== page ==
After another fantastic early Christmas meal laid on by Trish, it was off across London on the rails dragging suitcases behind me to Heathrow. A pleasant overnight flight (most of which I tried to sleep through) on Egyptair and the new Cairo airport confirmed my expectations that Egypt would be similar in affluence in Turkey; however, these were quickly dashed as we (four other Kiwis & I that were going on different tours with the same company) were driven across Cairo and Giza to our hotel. There was much excitement in the van (sleep deprivation may have been a contributing factor) when we sighted the famous pyramids looming up behind the multitudes of unfinished multilevel houses (I can’t really go so far as to call them apartment blocks).
Wisely or otherwise, I had arrived in Egypt the day before I needed to and opted for a add-on day trip to Alexandria. So under-rested and underfed I joined a few other day-trippers on the small bus to the coast at 7.30 am. Climbing on the bus there was a smell of diesel pervading and the floor at the rear of the bus was very slippery – it turns out that on such a long trip (200 km) in Egypt it pays to carry a bit of extra fuel as in the recent climate one can never be guaranteed a supply and some of this had spilt. From working in various industrial and chemical plants I have a reasonably high tolerance of such odours, so it wasn’t too bad; others didn’t feel the same way so we stopped along the Desert Road (much more appropriately named than the Desert Road in New Zealand as this one runs along the eastern edge of the Sahara) for hurried cleaning – I could get some much needed sustenance.
I’d heard a bit of Alexandria from Trish whose husband spent quite a few years growing up there and her father had also been stationed there during WWII – with fascinating photos to prove it [Trish, that statue that was uncaptioned in your Dad’s album was of Mohammed Ali (not the boxer)]. So I was interested to see some of the sights of the black and white photos in real-life colour. The chaos of the traffic became apparent as we approached the city – in many hours in traffic in a city of near five million I saw one set of traffic lights and no street signs. First we had to pop down to the famous Corniche promenade to pick up a couple of South African guys that would be joining us for the day & trip back to Giza. Eventually we made it to our first sight of the day, by which time we’d had plenty of time for Hesham (our guide for the day & also the guide on the week-long tour I was on) to explain a bit about Egypt and Alexandria. The history of Alexander the Great’s brief rule and the extended rule of the Ptolemies and Cleopatras was fascinating – they’re still finding historical pieces from these eras in the Med.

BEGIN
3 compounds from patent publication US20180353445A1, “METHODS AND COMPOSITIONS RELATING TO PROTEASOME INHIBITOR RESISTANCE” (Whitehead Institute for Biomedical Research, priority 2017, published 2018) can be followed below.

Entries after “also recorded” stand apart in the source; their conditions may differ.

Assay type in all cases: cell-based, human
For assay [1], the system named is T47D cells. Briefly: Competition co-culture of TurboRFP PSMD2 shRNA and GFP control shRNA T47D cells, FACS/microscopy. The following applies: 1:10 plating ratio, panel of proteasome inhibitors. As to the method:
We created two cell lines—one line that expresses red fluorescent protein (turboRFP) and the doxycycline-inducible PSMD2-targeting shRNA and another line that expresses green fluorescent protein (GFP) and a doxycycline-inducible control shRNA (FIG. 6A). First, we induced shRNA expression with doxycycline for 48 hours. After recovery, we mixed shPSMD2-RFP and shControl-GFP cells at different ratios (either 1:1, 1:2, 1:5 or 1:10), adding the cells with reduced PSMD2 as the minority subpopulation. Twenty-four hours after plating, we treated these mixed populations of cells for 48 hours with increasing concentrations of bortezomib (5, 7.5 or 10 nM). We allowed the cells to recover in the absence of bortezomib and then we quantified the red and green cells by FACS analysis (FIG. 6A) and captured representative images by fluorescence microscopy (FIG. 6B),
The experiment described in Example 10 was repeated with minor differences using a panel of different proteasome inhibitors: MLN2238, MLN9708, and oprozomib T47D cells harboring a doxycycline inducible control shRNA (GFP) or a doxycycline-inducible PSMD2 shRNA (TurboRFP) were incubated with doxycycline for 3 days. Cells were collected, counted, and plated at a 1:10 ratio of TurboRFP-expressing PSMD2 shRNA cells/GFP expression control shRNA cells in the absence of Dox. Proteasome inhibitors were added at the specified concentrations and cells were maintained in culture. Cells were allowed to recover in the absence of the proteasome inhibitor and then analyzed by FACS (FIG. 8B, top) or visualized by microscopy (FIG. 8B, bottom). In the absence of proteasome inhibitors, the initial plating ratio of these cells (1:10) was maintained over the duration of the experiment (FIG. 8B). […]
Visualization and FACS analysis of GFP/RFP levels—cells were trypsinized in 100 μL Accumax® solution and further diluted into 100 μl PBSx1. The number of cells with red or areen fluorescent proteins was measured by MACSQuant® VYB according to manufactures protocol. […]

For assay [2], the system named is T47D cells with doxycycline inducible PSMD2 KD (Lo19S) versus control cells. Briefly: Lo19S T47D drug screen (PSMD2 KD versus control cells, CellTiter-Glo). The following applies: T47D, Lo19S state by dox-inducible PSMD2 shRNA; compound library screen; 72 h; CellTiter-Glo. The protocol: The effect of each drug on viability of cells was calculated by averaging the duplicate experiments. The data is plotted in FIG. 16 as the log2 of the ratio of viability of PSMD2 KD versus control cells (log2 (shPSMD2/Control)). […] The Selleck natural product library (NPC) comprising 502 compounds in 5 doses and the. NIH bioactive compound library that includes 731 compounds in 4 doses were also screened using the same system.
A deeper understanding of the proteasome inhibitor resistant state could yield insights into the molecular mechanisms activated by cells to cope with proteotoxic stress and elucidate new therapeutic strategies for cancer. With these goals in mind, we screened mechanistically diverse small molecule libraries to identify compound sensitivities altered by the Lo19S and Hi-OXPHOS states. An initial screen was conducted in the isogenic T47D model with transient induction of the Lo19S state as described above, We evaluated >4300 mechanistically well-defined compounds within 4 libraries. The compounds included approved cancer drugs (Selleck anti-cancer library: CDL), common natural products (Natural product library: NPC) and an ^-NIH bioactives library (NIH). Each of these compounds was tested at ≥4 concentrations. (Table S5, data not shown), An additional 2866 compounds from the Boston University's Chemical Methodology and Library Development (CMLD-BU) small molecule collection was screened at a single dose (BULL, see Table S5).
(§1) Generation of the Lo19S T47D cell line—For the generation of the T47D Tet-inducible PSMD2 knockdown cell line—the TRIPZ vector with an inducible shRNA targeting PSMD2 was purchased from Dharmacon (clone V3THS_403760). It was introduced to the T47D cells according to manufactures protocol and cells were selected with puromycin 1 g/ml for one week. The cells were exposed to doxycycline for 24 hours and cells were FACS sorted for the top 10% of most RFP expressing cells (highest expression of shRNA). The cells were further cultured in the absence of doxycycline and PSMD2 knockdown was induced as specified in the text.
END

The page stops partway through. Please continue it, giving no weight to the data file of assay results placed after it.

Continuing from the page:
Our first stop was the ancient catacombs, Kom al-Shaqafa, which were discovered believe it or not by a donkey in 1900 – it fell down the access shaft. While not nearly as big as some catacombs I’ve been in, it was interesting as there was a merging of Egyptian, Roman and Greek art. Excuse the poor quality of the surreptitiously taken photos.
A short distance from the catacombs is the well-known Pompey’s Pillar. Set on top of the old Alexandria (I don’t know why I bother qualifying that with the word old, as most everything in this country is proper old – but then I come from a country that is not even two hundred years old) acropolis is the granite pillar (a single piece forms the twenty-seven metre tall shaft ) that used to be part of a Roman temple. Here we started to see the first of many sphinxes. The slight rise of the hill gave a good view of the surrounding neighbourhood.
Following lunch by the Mediterranean (where I was so hungry I forgot the rule of not eating salad that may have been washed in tap water – my digestive system survived, mercifully) we were off to the last sight of the day – the Modern Library. On first hearing this, I was disappointed as I didn’t really come all this way to see a library. It turns out that the ancient Royal Library of Alexandria (from around third century BC) was quite the library way back when (unfortunately it burned at various points). The modern replacement was heaving with students (a university is just across the road) and despite the guide’s rather oddly accented English, the tour was interesting as the main area was an absolutely huge open-plan and tiered library. The architecture is simply stunning inside & out. It’s quite the facility and it was pleasing to see so many students spending so much time in the library – hopefully this bodes well for the country’s future.
So that was my brief visit to Alexandria, most enjoyable even if I was rather tired from the flight and hungry from not quite enough/any food during the early part of the day.